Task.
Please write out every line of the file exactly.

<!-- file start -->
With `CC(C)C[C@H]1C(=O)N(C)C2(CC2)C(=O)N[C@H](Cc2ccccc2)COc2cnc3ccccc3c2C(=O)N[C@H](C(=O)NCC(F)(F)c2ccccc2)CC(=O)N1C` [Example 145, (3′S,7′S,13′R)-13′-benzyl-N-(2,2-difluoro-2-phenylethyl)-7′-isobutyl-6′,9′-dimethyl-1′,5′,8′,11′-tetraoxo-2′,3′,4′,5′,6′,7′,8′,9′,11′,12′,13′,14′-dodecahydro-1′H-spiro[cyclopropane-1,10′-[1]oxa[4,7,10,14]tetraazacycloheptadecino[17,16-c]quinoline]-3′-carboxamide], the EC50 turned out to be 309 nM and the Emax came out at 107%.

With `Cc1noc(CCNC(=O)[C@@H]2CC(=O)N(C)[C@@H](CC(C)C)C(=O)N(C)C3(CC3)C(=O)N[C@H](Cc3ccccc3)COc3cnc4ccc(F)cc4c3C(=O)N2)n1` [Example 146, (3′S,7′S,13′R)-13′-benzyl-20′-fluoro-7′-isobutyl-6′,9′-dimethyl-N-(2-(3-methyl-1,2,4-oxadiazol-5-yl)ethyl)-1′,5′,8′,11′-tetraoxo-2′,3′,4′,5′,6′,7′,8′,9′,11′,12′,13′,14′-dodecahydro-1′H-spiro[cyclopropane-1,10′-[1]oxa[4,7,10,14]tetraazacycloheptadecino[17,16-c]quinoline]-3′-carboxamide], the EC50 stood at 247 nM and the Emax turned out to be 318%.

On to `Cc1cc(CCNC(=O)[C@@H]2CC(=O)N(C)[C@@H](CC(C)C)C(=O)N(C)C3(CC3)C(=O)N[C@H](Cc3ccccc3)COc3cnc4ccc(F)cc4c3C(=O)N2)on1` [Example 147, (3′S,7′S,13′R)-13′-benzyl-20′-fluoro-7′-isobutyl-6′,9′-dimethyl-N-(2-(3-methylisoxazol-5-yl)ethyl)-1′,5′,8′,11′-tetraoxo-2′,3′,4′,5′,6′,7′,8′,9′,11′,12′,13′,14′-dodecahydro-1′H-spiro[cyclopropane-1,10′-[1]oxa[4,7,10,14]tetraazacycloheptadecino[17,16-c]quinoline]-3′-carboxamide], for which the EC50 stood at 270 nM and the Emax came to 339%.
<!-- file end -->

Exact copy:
With `CC(C)C[C@H]1C(=O)N(C)C2(CC2)C(=O)N[C@H](Cc2ccccc2)COc2cnc3ccccc3c2C(=O)N[C@H](C(=O)NCC(F)(F)c2ccccc2)CC(=O)N1C` [Example 145, (3′S,7′S,13′R)-13′-benzyl-N-(2,2-difluoro-2-phenylethyl)-7′-isobutyl-6′,9′-dimethyl-1′,5′,8′,11′-tetraoxo-2′,3′,4′,5′,6′,7′,8′,9′,11′,12′,13′,14′-dodecahydro-1′H-spiro[cyclopropane-1,10′-[1]oxa[4,7,10,14]tetraazacycloheptadecino[17,16-c]quinoline]-3′-carboxamide], the EC50 turned out to be 309 nM and the Emax came out at 107%.

With `Cc1noc(CCNC(=O)[C@@H]2CC(=O)N(C)[C@@H](CC(C)C)C(=O)N(C)C3(CC3)C(=O)N[C@H](Cc3ccccc3)COc3cnc4ccc(F)cc4c3C(=O)N2)n1` [Example 146, (3′S,7′S,13′R)-13′-benzyl-20′-fluoro-7′-isobutyl-6′,9′-dimethyl-N-(2-(3-methyl-1,2,4-oxadiazol-5-yl)ethyl)-1′,5′,8′,11′-tetraoxo-2′,3′,4′,5′,6′,7′,8′,9′,11′,12′,13′,14′-dodecahydro-1′H-spiro[cyclopropane-1,10′-[1]oxa[4,7,10,14]tetraazacycloheptadecino[17,16-c]quinoline]-3′-carboxamide], the EC50 stood at 247 nM and the Emax turned out to be 318%.

On to `Cc1cc(CCNC(=O)[C@@H]2CC(=O)N(C)[C@@H](CC(C)C)C(=O)N(C)C3(CC3)C(=O)N[C@H](Cc3ccccc3)COc3cnc4ccc(F)cc4c3C(=O)N2)on1` [Example 147, (3′S,7′S,13′R)-13′-benzyl-20′-fluoro-7′-isobutyl-6′,9′-dimethyl-N-(2-(3-methylisoxazol-5-yl)ethyl)-1′,5′,8′,11′-tetraoxo-2′,3′,4′,5′,6′,7′,8′,9′,11′,12′,13′,14′-dodecahydro-1′H-spiro[cyclopropane-1,10′-[1]oxa[4,7,10,14]tetraazacycloheptadecino[17,16-c]quinoline]-3′-carboxamide], for which the EC50 stood at 270 nM and the Emax came to 339%.